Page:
UK Politics

Ex-Commons Speaker Michael Martin dies aged 72

Lord Martin pictured in 2009 Image copyright PA

Former House of Commons Speaker Lord Martin of Springburn, has died aged 72, his family have said.

The ex-Labour MP, who represented Glasgow, "passed away peacefully" on Sunday morning after a short illness, his son Paul confirmed.

As Michael Martin, he was Speaker from 2000 to 2009 but resigned in the wake of the expenses scandal.

Labour leader Jeremy Corbyn said he was "very sorry" to hear of Lord Martin's death.

"Michael loved his community and family, our thoughts are with them at this sad time," he said.

Scottish Labour leader Richard Leonard said Lord Martin had been "an authentic working-class voice in Parliament".

"He never forgot where he came from, the community he served and the trade union movement, which gave him his education," Mr Leonard said.

In a statement, Lord Martin's son Paul said: "He passed away peacefully with his family.

"We would be grateful for our privacy to be respected at this difficult time."

Obituary: The 'public-spirited' man from Glasgow

By Brian Wheeler, BBC News political reporter

Image copyright PA
Image caption Martin made changes to some of the centuries-old traditions surrounding the role of Speaker

The son of a merchant seaman and a cleaner, Lord Martin of Springburn symbolised for many in the Labour movement the opportunities their party offered to working class people to rise above their origins.

Michael Martin was intensely proud of his Glasgow roots and the way he had overcome a difficult start in life to ascend to one of the highest ceremonial roles in the land.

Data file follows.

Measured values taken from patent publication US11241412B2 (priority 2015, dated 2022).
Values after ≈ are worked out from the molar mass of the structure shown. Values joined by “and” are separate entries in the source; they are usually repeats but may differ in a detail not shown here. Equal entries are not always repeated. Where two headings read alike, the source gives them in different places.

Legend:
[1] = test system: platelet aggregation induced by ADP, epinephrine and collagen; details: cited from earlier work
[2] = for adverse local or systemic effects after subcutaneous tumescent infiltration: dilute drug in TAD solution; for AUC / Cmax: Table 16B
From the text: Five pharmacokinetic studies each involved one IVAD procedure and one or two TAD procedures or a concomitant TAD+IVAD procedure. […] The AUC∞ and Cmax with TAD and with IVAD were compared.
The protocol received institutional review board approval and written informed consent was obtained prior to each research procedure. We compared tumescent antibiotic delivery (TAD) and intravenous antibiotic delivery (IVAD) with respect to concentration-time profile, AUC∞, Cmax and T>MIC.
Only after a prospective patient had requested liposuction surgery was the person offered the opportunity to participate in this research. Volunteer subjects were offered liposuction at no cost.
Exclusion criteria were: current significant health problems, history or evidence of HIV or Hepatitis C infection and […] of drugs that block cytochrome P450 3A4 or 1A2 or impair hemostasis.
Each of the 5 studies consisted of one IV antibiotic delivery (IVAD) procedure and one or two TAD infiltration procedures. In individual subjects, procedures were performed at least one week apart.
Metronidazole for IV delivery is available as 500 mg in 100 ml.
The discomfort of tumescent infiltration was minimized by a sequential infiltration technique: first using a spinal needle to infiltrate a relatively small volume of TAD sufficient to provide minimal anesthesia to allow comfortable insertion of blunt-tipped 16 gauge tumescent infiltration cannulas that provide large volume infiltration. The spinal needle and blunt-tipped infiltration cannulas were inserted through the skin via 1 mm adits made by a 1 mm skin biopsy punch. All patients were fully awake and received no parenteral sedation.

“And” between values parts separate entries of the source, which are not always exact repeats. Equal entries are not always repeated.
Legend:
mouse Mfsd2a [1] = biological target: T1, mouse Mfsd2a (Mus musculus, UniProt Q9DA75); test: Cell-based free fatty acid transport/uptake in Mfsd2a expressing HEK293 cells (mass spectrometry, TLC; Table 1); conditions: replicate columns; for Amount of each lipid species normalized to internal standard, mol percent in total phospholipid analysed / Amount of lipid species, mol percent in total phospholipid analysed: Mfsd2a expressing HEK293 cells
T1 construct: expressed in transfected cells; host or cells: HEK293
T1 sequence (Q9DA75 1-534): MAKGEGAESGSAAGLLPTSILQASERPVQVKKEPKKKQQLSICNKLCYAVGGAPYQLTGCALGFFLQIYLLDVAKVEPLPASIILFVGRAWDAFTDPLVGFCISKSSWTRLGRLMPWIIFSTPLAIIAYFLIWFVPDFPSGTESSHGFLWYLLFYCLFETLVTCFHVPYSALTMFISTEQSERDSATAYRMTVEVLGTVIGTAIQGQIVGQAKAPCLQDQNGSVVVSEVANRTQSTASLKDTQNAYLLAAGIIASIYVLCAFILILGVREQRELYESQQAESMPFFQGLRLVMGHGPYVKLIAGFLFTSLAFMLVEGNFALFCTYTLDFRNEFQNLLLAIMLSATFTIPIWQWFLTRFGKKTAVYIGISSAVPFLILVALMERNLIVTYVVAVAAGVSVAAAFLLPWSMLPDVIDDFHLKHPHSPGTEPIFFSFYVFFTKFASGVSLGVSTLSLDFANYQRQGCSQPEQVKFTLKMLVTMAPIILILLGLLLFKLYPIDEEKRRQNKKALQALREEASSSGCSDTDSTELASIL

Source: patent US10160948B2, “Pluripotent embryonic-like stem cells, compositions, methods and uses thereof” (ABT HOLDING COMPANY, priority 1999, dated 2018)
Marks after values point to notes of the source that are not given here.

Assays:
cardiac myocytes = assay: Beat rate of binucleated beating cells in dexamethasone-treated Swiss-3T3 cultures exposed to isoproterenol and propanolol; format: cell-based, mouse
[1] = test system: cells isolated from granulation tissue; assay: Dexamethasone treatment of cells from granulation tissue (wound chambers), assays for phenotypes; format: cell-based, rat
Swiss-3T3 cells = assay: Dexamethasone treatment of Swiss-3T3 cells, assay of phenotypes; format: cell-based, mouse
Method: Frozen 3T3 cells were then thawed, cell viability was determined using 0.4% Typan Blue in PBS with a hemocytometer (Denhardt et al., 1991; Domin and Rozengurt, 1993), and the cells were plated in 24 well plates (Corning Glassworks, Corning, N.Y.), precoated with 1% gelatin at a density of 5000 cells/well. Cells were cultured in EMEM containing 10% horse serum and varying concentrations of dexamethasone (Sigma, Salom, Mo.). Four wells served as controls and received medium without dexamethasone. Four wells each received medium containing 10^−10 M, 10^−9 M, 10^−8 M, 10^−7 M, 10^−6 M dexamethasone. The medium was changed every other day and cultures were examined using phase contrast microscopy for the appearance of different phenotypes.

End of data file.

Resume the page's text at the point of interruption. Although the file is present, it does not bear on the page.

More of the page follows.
His Glaswegian accent and background as a sheet metal worker and union official led him to be dubbed "Gorbals Mick" by some Conservative MPs and newspaper sketch writers.

In fact, he had been born in a tenement in the nearby Anderston area, on the north bank of the River Clyde.

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Tributes to Lord Martin have been paid by friends and fellow politicians.

Current Speaker John Bercow said Lord Martin was a "decent, public-spirited man who had a real care and concern for members [of Parliament], their staff and the staff of the House".

He added: "He was a good campaigner and both passionate about and proud of his roots. He also had a great sense of humour.

"On a personal level, he was always very kind to me - I still remember the lovely letter of congratulations he sent to me after my election as Speaker.

"My deepest sympathies go out to Mary, his children and grandchildren."

Former Labour Prime Minister Gordon Brown said Lord Martin would be "sorely missed" and Scotland's First Minister Nicola Sturgeon said she was "very sorry" to hear the news.

Former First Minister of Scotland Alex Salmond called Lord Martin a "thoroughly decent man" and praised his "absolute fairness" as Speaker.

And Angus Robertson, former SNP Westminster leader, called Lord Martin a "kind and gentle man".

Glasgow Labour leader Frank McAveety said Lord Martin was "very proud" of his Glaswegian background.

Lord Martin - latterly Lord Martin of Springburn after the Glasgow constituency he represented from 1979 to 2005 - succeeded Baroness Boothroyd as Speaker in 2000.

From 2005 to 2009 he also was the Glasgow North East MP.

Lord Martin was seen as on the right of his party and a social conservative on matters such as abortion and homosexuality.

Following his appointment as Speaker, he held a news conference - provoking critics to say he had broken the convention of keeping a distance from the media.

He was the first Roman Catholic to serve in the role since the Reformation and he was not shy of disposing with other centuries-old traditions.

He did away with the tights worn by Speakers in favour of dark flannel trousers. He also continued the precedent set by his predecessor as Speaker, Betty Boothroyd, and did not wear the wig that had been traditional for previous incumbents.

He also appointed the first PR adviser to the House of Commons Commission.

By tradition, Speakers are elevated to the Lords, but the decision to grant Lord Martin's peerage was controversial.

As Speaker he came under fire for his own past expenses claims, but it was his reaction to the allegations against others that provoked criticism.

He told the Commons there should be a police investigation into the source of the leak to the Daily Telegraph, which broke the story of MPs expenses.

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